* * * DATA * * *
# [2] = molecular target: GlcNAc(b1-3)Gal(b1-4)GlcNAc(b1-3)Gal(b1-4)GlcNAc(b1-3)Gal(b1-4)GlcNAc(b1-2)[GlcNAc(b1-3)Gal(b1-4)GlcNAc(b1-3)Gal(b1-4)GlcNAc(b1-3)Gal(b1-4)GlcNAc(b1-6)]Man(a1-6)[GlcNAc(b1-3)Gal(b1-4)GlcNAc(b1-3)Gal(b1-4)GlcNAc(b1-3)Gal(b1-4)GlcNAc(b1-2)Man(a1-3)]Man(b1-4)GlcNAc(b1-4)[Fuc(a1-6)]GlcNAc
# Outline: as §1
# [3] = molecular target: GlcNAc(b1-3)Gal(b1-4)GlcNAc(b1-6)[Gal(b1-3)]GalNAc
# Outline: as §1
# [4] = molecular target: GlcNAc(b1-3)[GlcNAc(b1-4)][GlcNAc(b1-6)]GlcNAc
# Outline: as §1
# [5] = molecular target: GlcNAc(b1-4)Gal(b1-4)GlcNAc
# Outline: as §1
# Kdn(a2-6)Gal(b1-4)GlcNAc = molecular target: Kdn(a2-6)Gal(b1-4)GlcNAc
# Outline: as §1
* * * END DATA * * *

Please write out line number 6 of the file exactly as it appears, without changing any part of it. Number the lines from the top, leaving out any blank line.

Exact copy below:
# Outline: as §1